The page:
On appeal, Lykes contends that the trial court's findings are erroneous and unsupported by the record. We disagree.
The question of whether Regulation 1621 calls for actual fuel-usage figures in place of estimates, was addressed in Delta Air Lines, Inc. v. State Bd. of Equalization (1989) 214 Cal.App.3d 518, 262 Cal.Rptr. 803. That case arose, as here, out of an audit of fuel-usage figures submitted for purposes of the sales tax exemption under section 6385. Like Lykes, Delta Air Lines (Delta) had provided fuel vendors in California with bills of lading and exemption certificates based on “estimated consumption of fuel.” (Id., at p. 521, 262 Cal.Rptr. 803.) Delta successfully claimed at the trial court level that the use of estimates regarding fuel consumption is proper. The trial court granted a judgment in favor of Delta and the Board appealed.
The appellate court reversed the trial court's decision in light of Regulation 1621(d)(1). It said, “Regulation 1621 appears to have a clear purpose: to facilitate the collection of sales taxes imposed pursuant to the [Sales and Use Tax Law] by the Board. The Board desired to tighten its collection procedures to keep payment of tax as current as possible. [¶] ․ The ‘corrected’ bill of lading could only reasonably have been interpreted to require report of actual as opposed to estimated consumption of fuel on the out-of-state flights for an air carrier, within a reasonable period of time after the flights occurred. The relationship between the procedure and legitimate objectives of the Board is evident.” (Delta Air Lines, Inc. v. State Bd. of Equalization, supra, 214 Cal.App.3d at pp. 530–531, 262 Cal.Rptr. 803.)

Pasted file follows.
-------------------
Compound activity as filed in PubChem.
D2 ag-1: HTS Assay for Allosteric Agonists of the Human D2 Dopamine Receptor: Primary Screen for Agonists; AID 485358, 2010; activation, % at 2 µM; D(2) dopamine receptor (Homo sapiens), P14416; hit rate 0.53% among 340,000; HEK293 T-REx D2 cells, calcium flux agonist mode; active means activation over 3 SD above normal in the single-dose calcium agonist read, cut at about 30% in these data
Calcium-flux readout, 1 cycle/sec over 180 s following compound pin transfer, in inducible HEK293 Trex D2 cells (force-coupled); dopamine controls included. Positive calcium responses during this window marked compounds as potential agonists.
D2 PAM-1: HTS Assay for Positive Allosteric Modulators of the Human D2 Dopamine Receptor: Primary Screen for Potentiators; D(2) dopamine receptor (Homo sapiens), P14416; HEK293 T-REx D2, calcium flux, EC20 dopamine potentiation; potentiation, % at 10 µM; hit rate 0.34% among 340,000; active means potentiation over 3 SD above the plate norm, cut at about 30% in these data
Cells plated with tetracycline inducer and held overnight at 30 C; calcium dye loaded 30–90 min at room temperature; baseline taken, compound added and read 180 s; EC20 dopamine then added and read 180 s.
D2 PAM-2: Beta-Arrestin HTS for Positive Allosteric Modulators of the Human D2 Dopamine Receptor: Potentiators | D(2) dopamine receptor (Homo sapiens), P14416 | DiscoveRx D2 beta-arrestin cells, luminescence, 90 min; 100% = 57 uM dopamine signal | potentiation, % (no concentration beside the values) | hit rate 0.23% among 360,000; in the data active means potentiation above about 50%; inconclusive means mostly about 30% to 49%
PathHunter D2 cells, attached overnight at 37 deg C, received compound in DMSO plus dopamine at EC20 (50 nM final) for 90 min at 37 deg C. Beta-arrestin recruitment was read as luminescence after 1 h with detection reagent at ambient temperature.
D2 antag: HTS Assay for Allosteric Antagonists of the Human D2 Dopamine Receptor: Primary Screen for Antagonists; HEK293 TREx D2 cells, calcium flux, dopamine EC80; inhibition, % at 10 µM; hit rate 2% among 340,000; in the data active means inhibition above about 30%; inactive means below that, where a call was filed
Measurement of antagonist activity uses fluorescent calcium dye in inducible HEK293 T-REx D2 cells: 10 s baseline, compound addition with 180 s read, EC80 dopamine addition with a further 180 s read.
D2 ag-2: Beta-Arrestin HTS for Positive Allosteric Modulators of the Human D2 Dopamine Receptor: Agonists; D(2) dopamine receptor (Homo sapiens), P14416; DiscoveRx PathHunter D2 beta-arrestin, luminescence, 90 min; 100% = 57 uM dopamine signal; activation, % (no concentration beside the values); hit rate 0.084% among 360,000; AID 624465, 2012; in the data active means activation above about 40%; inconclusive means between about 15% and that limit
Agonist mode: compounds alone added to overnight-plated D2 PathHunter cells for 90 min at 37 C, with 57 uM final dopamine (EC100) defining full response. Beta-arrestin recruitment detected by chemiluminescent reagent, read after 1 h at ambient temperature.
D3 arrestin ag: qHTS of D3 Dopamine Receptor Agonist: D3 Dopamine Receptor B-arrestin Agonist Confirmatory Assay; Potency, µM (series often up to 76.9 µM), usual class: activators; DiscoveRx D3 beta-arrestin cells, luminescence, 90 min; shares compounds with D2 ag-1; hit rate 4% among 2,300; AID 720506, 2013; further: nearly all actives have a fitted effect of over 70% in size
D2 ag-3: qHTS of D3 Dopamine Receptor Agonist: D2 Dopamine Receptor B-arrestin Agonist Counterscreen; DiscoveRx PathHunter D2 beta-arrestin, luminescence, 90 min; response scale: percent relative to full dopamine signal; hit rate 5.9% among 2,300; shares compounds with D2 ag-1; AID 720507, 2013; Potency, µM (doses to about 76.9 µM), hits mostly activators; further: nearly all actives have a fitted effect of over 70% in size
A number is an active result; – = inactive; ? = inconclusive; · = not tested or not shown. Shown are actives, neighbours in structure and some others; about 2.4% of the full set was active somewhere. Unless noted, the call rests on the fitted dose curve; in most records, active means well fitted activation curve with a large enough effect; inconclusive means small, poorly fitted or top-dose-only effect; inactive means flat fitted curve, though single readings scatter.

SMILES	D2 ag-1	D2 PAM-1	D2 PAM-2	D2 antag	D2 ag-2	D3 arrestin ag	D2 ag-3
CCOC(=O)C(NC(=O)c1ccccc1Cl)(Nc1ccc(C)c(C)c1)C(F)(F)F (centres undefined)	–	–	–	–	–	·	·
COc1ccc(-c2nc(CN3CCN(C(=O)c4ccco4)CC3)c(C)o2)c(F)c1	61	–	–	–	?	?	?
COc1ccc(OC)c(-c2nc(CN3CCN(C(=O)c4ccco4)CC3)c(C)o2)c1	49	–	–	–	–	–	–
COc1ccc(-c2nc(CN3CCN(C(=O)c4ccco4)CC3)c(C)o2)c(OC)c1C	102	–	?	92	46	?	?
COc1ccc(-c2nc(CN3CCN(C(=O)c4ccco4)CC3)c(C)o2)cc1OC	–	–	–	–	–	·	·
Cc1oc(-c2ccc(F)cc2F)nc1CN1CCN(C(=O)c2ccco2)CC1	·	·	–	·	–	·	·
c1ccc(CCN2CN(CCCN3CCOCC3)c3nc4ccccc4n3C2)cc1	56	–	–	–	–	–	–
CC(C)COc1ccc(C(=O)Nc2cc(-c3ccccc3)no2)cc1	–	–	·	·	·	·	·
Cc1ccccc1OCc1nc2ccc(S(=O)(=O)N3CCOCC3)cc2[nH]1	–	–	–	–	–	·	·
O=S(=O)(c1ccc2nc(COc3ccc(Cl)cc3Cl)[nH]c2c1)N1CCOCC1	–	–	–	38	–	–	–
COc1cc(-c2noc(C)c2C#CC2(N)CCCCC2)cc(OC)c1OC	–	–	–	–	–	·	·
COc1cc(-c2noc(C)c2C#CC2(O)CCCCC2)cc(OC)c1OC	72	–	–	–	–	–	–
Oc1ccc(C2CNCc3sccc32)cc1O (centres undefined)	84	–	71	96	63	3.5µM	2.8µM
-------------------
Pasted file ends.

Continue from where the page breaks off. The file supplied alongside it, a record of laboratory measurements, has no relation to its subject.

We agree with this interpretation of the subject regulation. By its terms, it is clear that the regulation contemplates the use of actual versus estimated fuel-usage figures for a determination of the tax liability. Regulation 1621(d)(1) makes extensive provision for the submission of corrected bills of lading. This includes the circumstance of corrected calculations representing the amount of fuel actually used by the carrier to reach its first out-of-state destination.